A board of education may be required to reimburse parents for their expenditures for private educational services obtained for a student by his or her parents, if the services offered by the board of education were inadequate or inappropriate, the services selected by the parents were appropriate, and equitable considerations support the parents' claim (Florence County Sch. Dist. Four v. Carter, 510 U.S. 7 [1993]; Sch. Comm. of Burlington v. Dep't of Educ., 471 U.S. 359, 369-70 [1985]; R.E., 694 F.3d at 184-85; T.P., 554 F.3d at 252).  In Burlington, the Court found that Congress intended retroactive reimbursement to parents by school officials as an available remedy in a proper case under the IDEA (471 U.S. at 370-71; see Gagliardo, 489 F.3d at 111; Cerra, 427 F.3d at 192).  "Reimbursement merely requires [a district] to belatedly pay expenses that it should have paid all along and would have borne in the first instance" had it offered the student a FAPE (Burlington, 471 U.S. at 370-71; see 20 U.S.C. § 1412[a][10][C][ii]; 34 CFR 300.148).

            The burden of proof is on the school district during an impartial hearing, except that a parent seeking tuition reimbursement for a unilateral placement has the burden of proof regarding the appropriateness of such placement (Educ. Law § 4404[1][c]; see R.E., 694 F.3d at 184-85; M.P.G. v. New York City Dep't of Educ., 2010 WL 3398256, at *7 [S.D.N.Y. Aug. 27, 2010]).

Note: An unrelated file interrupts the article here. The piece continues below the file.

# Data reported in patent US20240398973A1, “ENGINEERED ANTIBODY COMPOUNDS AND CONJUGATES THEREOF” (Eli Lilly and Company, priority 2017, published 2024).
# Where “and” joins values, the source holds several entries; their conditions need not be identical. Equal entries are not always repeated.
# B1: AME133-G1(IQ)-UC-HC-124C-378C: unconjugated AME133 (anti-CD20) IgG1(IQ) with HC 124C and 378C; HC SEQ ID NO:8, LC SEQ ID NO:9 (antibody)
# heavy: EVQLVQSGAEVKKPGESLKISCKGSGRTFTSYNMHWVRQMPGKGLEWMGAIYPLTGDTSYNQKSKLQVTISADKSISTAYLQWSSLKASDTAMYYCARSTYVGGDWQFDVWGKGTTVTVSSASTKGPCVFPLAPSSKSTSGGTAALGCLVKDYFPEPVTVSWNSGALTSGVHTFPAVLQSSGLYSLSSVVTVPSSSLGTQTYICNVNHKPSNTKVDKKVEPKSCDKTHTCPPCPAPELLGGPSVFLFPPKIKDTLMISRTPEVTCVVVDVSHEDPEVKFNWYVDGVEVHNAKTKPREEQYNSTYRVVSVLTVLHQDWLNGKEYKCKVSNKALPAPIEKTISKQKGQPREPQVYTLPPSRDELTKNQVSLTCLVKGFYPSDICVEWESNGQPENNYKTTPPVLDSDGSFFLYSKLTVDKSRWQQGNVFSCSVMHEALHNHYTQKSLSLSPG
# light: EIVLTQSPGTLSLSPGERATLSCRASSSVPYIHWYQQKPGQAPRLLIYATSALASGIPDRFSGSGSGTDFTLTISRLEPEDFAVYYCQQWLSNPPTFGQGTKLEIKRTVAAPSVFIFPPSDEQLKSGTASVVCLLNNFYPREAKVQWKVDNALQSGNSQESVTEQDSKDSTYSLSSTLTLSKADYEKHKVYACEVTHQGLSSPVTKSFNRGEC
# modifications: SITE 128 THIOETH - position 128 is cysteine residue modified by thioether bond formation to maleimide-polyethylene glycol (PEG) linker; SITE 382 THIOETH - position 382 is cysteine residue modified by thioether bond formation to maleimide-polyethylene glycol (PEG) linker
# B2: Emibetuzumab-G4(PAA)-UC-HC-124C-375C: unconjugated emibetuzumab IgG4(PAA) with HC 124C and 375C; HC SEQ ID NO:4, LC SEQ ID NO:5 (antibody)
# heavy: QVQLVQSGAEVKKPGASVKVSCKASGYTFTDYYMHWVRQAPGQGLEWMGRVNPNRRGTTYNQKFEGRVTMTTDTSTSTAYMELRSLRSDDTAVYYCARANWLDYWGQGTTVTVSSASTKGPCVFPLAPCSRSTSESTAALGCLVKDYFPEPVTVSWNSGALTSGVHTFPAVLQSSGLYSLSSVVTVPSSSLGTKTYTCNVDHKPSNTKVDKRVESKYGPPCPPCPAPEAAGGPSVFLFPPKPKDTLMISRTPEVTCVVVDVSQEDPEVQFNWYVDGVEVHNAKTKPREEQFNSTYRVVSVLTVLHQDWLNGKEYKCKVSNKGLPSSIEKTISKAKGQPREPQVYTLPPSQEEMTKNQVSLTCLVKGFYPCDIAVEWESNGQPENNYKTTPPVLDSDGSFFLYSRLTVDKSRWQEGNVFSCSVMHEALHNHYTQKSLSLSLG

VI. Discussion

A. Scope of Review

            In support of their contention that the district did not offer the student a FAPE for the 2011-12 and 2012-13 school years, the parents assert on appeal that the November 2011 IEP was developed without their participation and that the student regressed in ELA and Math.  With respect to these claims, raised for the first time on appeal, a party requesting an impartial hearing may not raise issues at the impartial hearing that were not raised in its due process complaint notice unless the other party agrees (20 U.S.C. § 1415[f][3][B]; 34 CFR 300.508[d][3][i], 300.511[d]; 8 NYCRR 200.5[j][1][ii]), or the original due process complaint is amended prior to the impartial hearing per permission given by the IHO at least five days prior to the impartial hearing (20 U.S.C. § 1415[c][2][E][i][II]; 34 CFR 300.508[d][3][ii]; 8 NYCRR 200.5[i][7][i][b]; J.C.S. v Blind Brook-Rye Union Free Sch. Dist., 2013 WL 3975942, at *8-*9 [S.D.N.Y. Aug. 5, 2013]; S.M. v. Taconic Hills Cent. Sch. Dist., 2013 WL 773098, at *4 [N.D.N.Y. Feb. 28, 2013], aff'd, 2014 WL 322294 [2d Cir. Jan. 30, 2014]; DiRocco v. Bd. of Educ., 2013 WL 25959, at *23 [S.D.N.Y. Jan. 2, 2013]; B.P. v. New York City Dep't of Educ., 841 F.Supp.2d 605, 611 [E.D.N.Y. 2012]; M.R. v. S. Orangetown Cent. Sch. Dist., 2011 WL 6307563, at *12-*13 [S.D.N.Y. Dec. 16, 2011]; C.F. v. New York City Dep't of Educ., 2011 WL 5130101, at *12 [S.D.N.Y. Oct. 28, 2011]; C.D. v. Bedford Cent. Sch. Dist., 2011 WL 4914722, at *13 [S.D.N.Y. Sept. 22, 2011]; R.B. v. Dep't of Educ., 2011 WL 4375694, at *6-*7 [S.D.N.Y. Sept. 16, 2011]; M.P.G., 2010 WL 3398256, at *8; see K.L. v. New York City Dep't of Educ., 2013 WL 3814669, at *3, *6 [2d Cir. July 24, 2013]).

            Upon review, I find that the parents' due process complaint notice cannot reasonably be read to include claims that the November 2011 IEP was developed without the parents' participation and that the student regressed in the areas of ELA and Math (see Dist. Ex. 1).  A further review of the hearing record shows that the district did not agree to an expansion of the issues in this case, nor did the parents attempt to amend the due process complaint notice to include these issues.  Accordingly, the allegations in the parents' petition are outside the scope of review and will not be considered (see, e.g., M.P.G., 2010 WL 3398256, at *8).[13]